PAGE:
Penetration testing is a cybersecurity best practice that involves working with an organization to probe its IT environment for vulnerabilities. By discovering these weaknesses in advance, penetration testers hope to resolve or mitigate them before they can be exploited during a real cyberattack.
Penetration testing is pivotal in helping organizations detect IT security vulnerabilities and harden their defenses against potential cyber threats. Understanding the differences between black box, grey box, and white box testing is essential for any would-be pen tester. So, what is black box, grey box, and white box testing in cybersecurity, and what are the use cases of each type?
What Are Black, Gray, and White-Box Testing?
Black-box, gray-box, and white-box testing can be distinguished as follows:
- Black-box penetration testing (close-box penetration testing) is perhaps the most challenging and realistic form of penetration testing. As the name suggests, black-box penetration testing involves assessing the security of an IT environment or system without any prior knowledge of its inner workings.
- White-box penetration testing (open-box penetration testing) is the opposite of black-box penetration testing. During a white-box test, pentesters have full knowledge of and visibility into the target IT environment.
- Grey-box penetration testing sits somewhere between black-box and white-box testing. In a grey-box pentest, the testers may have limited or partial knowledge of the target of their attacks. Depending on the type of test, grey-box pentesters may know a little about the entire system or a lot about only part of the system.
Advantages and Disadvantages of These Testing Methodologies
Black-Box Testing: Pros and Cons
The benefits of black-box penetration testing are:
- Greater realism: In most cases, the perpetrators of a cyberattack are external to an organization and have little to no insider knowledge about the target’s IT ecosystem. This makes black-box testing a more realistic assessment of the organization’s security posture.
- Comprehensive evaluation: Black-box penetration testers often perform reconnaissance to comprehensively evaluate the target’s defenses. This can help widen the scope of the penetration test and identify weaknesses that may otherwise have gone undiscovered.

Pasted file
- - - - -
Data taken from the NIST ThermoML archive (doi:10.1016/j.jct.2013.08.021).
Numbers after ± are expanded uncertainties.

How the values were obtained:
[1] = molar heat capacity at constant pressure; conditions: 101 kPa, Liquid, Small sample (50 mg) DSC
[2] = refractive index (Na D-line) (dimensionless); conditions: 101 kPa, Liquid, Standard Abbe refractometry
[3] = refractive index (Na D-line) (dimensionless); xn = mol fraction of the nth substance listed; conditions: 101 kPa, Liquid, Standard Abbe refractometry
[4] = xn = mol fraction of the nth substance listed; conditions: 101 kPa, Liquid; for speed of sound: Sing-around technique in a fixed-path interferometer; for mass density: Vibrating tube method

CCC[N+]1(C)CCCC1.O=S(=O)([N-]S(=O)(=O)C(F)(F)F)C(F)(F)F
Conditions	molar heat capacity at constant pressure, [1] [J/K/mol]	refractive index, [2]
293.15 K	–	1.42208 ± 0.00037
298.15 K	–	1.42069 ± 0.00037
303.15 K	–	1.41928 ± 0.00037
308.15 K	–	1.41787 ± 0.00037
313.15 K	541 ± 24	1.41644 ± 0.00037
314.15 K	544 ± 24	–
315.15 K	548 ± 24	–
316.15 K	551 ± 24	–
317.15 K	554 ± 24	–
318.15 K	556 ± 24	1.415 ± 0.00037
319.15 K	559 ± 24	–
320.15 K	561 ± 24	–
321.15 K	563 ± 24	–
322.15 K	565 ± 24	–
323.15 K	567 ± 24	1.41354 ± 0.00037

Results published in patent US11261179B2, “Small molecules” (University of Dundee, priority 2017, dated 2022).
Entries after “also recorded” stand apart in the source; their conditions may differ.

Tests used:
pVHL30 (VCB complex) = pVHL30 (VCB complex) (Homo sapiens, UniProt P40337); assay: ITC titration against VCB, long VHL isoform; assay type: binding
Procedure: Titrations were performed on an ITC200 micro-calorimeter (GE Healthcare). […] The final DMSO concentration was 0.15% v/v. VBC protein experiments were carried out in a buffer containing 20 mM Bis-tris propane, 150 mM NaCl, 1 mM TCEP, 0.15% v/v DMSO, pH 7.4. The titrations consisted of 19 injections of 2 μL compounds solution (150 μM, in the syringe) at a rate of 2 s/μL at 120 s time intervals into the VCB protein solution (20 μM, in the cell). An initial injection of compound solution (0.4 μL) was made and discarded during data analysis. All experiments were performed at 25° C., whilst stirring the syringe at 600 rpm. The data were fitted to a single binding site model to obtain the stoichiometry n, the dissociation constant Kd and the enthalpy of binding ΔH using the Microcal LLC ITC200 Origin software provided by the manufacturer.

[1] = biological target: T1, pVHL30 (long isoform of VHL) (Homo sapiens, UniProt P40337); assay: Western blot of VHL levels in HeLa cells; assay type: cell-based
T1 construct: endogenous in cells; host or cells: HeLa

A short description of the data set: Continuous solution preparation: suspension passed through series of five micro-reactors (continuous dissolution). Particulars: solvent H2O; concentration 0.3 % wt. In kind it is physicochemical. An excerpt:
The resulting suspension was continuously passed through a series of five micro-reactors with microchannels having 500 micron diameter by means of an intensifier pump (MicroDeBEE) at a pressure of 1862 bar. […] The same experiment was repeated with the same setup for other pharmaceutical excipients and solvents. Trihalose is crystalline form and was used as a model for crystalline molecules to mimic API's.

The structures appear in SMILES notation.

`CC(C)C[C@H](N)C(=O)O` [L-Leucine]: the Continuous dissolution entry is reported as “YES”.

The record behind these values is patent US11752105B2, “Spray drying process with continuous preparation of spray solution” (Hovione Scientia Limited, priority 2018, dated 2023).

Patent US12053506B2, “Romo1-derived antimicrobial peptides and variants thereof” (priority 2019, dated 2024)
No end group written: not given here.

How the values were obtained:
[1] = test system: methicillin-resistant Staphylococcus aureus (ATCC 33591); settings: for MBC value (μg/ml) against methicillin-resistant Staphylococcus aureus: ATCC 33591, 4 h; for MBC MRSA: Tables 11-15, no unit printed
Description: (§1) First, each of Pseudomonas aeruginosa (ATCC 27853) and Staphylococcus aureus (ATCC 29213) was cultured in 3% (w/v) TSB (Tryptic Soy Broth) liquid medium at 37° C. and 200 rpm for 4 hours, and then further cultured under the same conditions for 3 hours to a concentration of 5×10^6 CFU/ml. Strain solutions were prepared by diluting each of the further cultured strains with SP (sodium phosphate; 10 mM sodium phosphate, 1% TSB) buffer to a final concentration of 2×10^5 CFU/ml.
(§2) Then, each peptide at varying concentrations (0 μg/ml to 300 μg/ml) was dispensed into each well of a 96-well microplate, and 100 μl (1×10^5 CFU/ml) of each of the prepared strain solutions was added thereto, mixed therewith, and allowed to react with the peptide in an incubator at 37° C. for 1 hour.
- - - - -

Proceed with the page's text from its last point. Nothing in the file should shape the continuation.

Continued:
However, black-box penetration testing also comes with concerns and limitations:
- Lack of internal visibility: Black-box testers face the initial challenge of breaching the target’s external defenses. If the IT environment’s perimeter is secure, testers will be unable to discover any vulnerabilities within internal services.
- Difficulty replicating: Penetration testing can take many forms, from simple automated vulnerability scanning to highly complex attacks. Black-box testers may struggle to replicate advanced attack scenarios due to limited knowledge about the environment
White-Box Testing: Pros and Cons
The benefits of white-box penetration testing are:
- Full knowledge of the system: White-box testers can perform a more comprehensive security assessment than black-box testers, who may still lack crucial information after launching the attack.
- Static code analysis: White-box testers usually have access to programs’ source code and can perform static code analysis, unlike black-box testing (Dewhurst, 2023). This involves debugging software by scanning the code for vulnerabilities without running the application itself.
- Insider threat scenarios: An insider threat is an individual internal to an organization who causes harm to that organization as a result of their privileged access to IT resources (CISA, 2023). White-box pentesters can more realistically simulate insider threat scenarios.
White-box penetration testing also comes with certain downsides, such as:
- Too much information: White-box testers have access to massive amounts of data about an IT environment, which can itself be a disadvantage. Testers need to effectively sift through all this information and efficiently identify potential targets for attack, which means that white-box penetration testing can be more time-consuming.
- Greater expertise: The comprehensive evaluation performed by white-box pentesters means that white-box teams need a wider range of IT expertise. White-box penetration tests may cover everything from network architecture to program source code, so testers must understand various security vulnerabilities.
Gray-Box Testing: Pros and Cons
The benefits of a gray-box pentest include:
- Partial knowledge scenarios: Grey-box penetration testing can simulate advanced persistent threat (APT) scenarios in which the attacker is highly sophisticated and operates on a longer time scale (CISA, 2023). In these types of attacks, the threat actor has collected a good deal of information about the target system—similar to a gray-box testing scenario.